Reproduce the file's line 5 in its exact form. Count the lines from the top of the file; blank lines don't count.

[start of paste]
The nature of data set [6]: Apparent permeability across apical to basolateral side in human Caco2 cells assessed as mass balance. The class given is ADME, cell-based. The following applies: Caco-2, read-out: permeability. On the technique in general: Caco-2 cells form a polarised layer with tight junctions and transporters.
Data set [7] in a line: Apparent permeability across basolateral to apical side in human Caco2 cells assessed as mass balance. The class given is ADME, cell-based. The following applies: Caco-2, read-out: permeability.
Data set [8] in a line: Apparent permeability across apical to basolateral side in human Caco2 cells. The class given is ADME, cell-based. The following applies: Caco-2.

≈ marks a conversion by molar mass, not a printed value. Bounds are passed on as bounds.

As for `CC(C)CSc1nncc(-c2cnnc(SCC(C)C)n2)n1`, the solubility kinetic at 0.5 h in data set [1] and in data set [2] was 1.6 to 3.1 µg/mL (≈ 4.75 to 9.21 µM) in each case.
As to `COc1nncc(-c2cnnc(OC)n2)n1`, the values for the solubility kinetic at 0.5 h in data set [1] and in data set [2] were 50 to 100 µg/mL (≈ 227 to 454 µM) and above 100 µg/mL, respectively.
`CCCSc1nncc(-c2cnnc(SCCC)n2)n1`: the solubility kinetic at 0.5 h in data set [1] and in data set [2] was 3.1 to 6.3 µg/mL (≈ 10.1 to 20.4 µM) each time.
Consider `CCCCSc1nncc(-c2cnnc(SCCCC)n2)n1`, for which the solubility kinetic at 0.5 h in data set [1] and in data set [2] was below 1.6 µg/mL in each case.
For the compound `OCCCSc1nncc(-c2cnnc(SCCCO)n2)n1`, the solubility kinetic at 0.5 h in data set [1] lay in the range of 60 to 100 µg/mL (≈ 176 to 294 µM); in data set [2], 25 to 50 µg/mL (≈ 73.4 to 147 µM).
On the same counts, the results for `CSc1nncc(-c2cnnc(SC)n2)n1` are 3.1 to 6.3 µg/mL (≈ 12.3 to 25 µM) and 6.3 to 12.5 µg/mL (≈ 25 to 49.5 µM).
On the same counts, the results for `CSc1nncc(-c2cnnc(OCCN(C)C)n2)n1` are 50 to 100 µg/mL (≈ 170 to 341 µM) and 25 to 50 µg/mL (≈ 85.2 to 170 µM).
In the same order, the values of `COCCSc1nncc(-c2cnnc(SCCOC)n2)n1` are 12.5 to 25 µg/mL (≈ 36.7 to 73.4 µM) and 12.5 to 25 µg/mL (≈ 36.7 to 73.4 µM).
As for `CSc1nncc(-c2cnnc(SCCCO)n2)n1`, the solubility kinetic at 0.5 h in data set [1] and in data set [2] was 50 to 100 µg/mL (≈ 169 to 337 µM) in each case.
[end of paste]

As for `CC(C)CSc1nncc(-c2cnnc(SCC(C)C)n2)n1`, the solubility kinetic at 0.5 h in data set [1] and in data set [2] was 1.6 to 3.1 µg/mL (≈ 4.75 to 9.21 µM) in each case.